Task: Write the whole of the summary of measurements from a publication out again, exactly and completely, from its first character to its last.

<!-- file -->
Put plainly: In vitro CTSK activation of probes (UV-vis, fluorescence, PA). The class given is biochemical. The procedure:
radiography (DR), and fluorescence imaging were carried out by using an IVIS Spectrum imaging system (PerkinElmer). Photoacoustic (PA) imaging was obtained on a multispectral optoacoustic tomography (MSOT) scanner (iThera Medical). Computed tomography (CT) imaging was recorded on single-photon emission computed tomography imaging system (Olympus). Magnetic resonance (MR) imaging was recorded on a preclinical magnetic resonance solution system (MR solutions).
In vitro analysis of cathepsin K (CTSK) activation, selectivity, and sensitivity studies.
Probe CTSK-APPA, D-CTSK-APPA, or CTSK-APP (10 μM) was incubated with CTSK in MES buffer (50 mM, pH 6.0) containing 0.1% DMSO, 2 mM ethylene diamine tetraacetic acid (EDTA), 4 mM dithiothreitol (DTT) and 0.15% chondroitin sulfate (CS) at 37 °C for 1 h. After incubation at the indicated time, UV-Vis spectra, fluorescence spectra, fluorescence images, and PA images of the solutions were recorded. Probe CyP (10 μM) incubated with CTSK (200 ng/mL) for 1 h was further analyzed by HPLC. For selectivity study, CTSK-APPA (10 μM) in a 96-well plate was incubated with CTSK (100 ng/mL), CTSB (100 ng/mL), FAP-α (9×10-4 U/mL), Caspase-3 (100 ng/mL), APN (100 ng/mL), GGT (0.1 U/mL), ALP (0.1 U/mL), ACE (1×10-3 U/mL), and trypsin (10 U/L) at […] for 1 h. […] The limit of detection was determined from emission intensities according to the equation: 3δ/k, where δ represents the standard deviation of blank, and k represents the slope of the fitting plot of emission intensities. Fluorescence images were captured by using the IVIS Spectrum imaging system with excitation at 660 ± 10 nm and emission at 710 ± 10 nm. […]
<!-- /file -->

Put plainly: In vitro CTSK activation of probes (UV-vis, fluorescence, PA). The class given is biochemical. The procedure:
radiography (DR), and fluorescence imaging were carried out by using an IVIS Spectrum imaging system (PerkinElmer). Photoacoustic (PA) imaging was obtained on a multispectral optoacoustic tomography (MSOT) scanner (iThera Medical). Computed tomography (CT) imaging was recorded on single-photon emission computed tomography imaging system (Olympus). Magnetic resonance (MR) imaging was recorded on a preclinical magnetic resonance solution system (MR solutions).
In vitro analysis of cathepsin K (CTSK) activation, selectivity, and sensitivity studies.
Probe CTSK-APPA, D-CTSK-APPA, or CTSK-APP (10 μM) was incubated with CTSK in MES buffer (50 mM, pH 6.0) containing 0.1% DMSO, 2 mM ethylene diamine tetraacetic acid (EDTA), 4 mM dithiothreitol (DTT) and 0.15% chondroitin sulfate (CS) at 37 °C for 1 h. After incubation at the indicated time, UV-Vis spectra, fluorescence spectra, fluorescence images, and PA images of the solutions were recorded. Probe CyP (10 μM) incubated with CTSK (200 ng/mL) for 1 h was further analyzed by HPLC. For selectivity study, CTSK-APPA (10 μM) in a 96-well plate was incubated with CTSK (100 ng/mL), CTSB (100 ng/mL), FAP-α (9×10-4 U/mL), Caspase-3 (100 ng/mL), APN (100 ng/mL), GGT (0.1 U/mL), ALP (0.1 U/mL), ACE (1×10-3 U/mL), and trypsin (10 U/L) at […] for 1 h. […] The limit of detection was determined from emission intensities according to the equation: 3δ/k, where δ represents the standard deviation of blank, and k represents the slope of the fitting plot of emission intensities. Fluorescence images were captured by using the IVIS Spectrum imaging system with excitation at 660 ± 10 nm and emission at 710 ± 10 nm. […]